It’s this concept of the ownership of your own intentionality that’s absolutely at the heart of the philosophical concept of agency. This is my intentionality. That property of agency, of ownership, applies not only to the intentionality. It applies also to the consciousness and to the subjectivity. I am the subject of my mind. These conscious experiences belong to me. Can you see that in what I’m saying, I’m introducing a new and also very important aspect of the concept of agency, which is that it involves reflexivity, the ability to look back upon yourself, to be aware of your own awareness, to be aware of your own subjectivity, to be aware of your own intentionality. This requires you to see yourself as an object.
So the subject re-represents itself as an object and looks back upon itself, which requires an abstracting of yourself from the first-person, raw, basic experience that characterises the more rudimentary, more primal layers of the mind. This element of agency, as I’m saying, involves abstraction. And our way of abstracting, the best tool we have for abstracting, is language. Language isn’t only a tool for communicating. It’s a tool for thinking with and it lies at the heart of agency, of human agency. Indeed, the very idea of a “me” or an “I” is an abstraction, the vehicle of which is language.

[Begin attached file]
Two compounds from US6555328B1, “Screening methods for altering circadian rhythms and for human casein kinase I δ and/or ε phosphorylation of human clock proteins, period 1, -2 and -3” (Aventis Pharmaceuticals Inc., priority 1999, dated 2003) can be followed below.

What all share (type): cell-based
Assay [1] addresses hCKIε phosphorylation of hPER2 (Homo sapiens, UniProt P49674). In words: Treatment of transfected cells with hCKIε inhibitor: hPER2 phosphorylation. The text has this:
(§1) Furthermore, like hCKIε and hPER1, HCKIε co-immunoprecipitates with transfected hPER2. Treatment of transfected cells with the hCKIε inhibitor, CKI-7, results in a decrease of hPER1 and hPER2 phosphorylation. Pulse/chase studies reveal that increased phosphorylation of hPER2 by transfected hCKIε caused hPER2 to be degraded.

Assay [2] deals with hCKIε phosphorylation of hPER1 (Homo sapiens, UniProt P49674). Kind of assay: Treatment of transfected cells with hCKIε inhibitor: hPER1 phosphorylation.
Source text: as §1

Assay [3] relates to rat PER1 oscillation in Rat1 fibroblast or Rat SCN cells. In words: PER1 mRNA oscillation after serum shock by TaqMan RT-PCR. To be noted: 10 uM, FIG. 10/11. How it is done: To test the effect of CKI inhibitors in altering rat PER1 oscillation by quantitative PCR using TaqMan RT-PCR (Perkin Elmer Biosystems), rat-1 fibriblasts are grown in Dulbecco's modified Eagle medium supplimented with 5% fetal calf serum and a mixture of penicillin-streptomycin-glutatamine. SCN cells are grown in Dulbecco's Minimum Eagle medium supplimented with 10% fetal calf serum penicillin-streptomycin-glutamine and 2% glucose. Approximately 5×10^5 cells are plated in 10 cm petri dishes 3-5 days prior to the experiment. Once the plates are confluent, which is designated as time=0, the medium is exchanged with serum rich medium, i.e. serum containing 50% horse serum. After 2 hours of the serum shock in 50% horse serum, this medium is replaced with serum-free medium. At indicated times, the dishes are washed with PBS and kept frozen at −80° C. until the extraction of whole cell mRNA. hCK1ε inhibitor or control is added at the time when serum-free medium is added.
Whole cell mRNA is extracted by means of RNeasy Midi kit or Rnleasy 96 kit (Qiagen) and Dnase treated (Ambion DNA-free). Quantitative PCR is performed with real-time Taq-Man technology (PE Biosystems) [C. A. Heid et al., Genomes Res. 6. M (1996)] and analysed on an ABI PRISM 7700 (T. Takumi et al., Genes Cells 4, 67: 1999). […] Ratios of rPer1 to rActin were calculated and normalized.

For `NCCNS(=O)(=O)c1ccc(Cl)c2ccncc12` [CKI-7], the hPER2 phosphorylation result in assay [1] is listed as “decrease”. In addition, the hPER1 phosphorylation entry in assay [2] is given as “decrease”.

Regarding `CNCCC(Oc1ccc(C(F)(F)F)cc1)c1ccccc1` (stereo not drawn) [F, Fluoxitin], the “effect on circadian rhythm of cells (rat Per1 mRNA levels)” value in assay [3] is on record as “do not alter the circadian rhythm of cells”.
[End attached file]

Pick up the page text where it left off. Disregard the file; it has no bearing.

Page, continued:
While instincts don’t require decision-making, everything else we have to learn for survival is based on making choices – and these choices require thinking. This is where agency kicks in.

I define thinking as imagined or experimental action. It depends on the suppression – or inhibition – of instincts, enabling us not to act. This is what is meant by the philosophical concept of free will. Another way of describing agency is as the ownership of your intentionality.

This same property also applies to subjectivity and consciousness – I am the subject of my mind and these conscious experiences belong to me. So, reflexivity is another property of agency – the ability to observe yourself, to be aware of your own awareness, to see yourself as an object. This involves abstraction, and the best tool we have for abstraction is language.